British Airways sent an email to staff late last night confirming its plans to retire its entire fleet of Boeing 747 aircraft. It had 30 aircraft in its fleet prior to the coronavirus pandemic.
Whilst there has been a lot of speculation online regarding the future of the Boeing 747 fleet at British Airways, the airline has until now been fairly tight-lipped in regard to its future fleet intentions. It has now confirmed:
“With much regret, we are proposing, subject to consultation, the immediate retirement of our Queen of the Skies, the 747-400.”
The original retirement plan was to phase the Boeing 747 out by 2024. British Airways now wants to accelerate the program and retire the entire fleet in the coming months.
In its email it stated that:
“we would not expect any more commercial flights to be flown.”
The airline has carefully worded its statement, repeating that this decision is ‘subject to consultation’. Don’t get your hopes up though – this is a legal procedure to ensure that pilots and dedicated Boeing 747 support staff who are now likely to lose their jobs are treated according to UK employment law. Retiring the entire fleet this early suggests that a lot of staff will require re-deployment and training on other aircraft in the future.
End of an era
Retiring the Boeing 747 doesn’t come as a surprise. In its statement, British Airways called the model “true icons” but an “airliner from another era.”
Aircraft technology has come a long way since 1999, when BA received its last 747 delivery. Both the A350 and Boeing 787 offer substantially better fuel efficiency. According to a study of aircraft efficiency on transatlantic routes by the International Council on Clean Transportation, latest generation aircraft are around 50% more efficient than the 747-400 on a passenger-kilometre basis.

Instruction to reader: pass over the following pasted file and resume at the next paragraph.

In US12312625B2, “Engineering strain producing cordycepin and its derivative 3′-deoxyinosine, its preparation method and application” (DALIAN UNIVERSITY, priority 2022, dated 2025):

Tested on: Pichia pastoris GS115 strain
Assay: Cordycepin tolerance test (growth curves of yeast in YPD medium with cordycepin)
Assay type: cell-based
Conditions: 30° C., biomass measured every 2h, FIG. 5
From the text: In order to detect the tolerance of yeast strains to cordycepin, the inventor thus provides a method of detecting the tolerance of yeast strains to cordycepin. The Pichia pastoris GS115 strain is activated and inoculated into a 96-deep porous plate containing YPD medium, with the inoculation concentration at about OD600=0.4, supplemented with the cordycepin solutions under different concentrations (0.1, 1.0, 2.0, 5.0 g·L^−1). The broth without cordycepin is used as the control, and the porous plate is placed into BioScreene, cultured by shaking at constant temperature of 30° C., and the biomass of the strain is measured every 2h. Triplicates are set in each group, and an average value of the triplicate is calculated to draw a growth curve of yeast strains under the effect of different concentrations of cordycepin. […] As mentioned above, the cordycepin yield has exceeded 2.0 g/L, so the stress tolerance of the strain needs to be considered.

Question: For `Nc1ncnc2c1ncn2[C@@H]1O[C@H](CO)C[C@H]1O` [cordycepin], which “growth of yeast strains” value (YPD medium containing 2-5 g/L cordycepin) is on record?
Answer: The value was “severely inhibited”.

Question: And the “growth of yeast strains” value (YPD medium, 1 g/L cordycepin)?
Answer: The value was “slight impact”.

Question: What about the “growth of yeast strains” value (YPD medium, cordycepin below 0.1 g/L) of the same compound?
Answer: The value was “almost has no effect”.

This is compounded by the fact that older aircraft need increasingly extensive maintenance programs to keep them flying safely. Whilst the economics made sense during years of passenger growth, air traffic isn’t expected to return to 2019 levels until 2023 at the earliest, at which point the majority of the fleet would already have been scrapped.
This isn’t the end of the Boeing 747 programme. A small number of airlines are flying the newer Boeing 747-8i which has a longer top deck, although you rarely see them as Lufthansa was the only European airline to buy it. It continues to be a successful cargo aircraft due to the large amount of storage space it offers, and it is possible that parts of the British Airways fleet will be sold to cargo operators. Part of the reason that A380 aircraft are being retired so early is that the cargo capacity is surprisingly small, and at present cargo is a high passenger of revenue for most airlines.
What this means for Club Suite
British Airways was in the middle of a refurbishment program on the 747 to extend its life to 2024. Whilst the aircraft were never destined to have the new Club Suite business class seat installed, a lot of money was spent on making sure that they were outfitted with up-to-date interiors.
The rollout of Club Suite as a proportion of the fleet is now likely to accelerate. Not because more Club Suites are being made – there is a bottle neck on manufacturing capacity – but because removal of such a large Club World sub-fleet will increase the total percentage of Club Suite fitted aircraft remaining.
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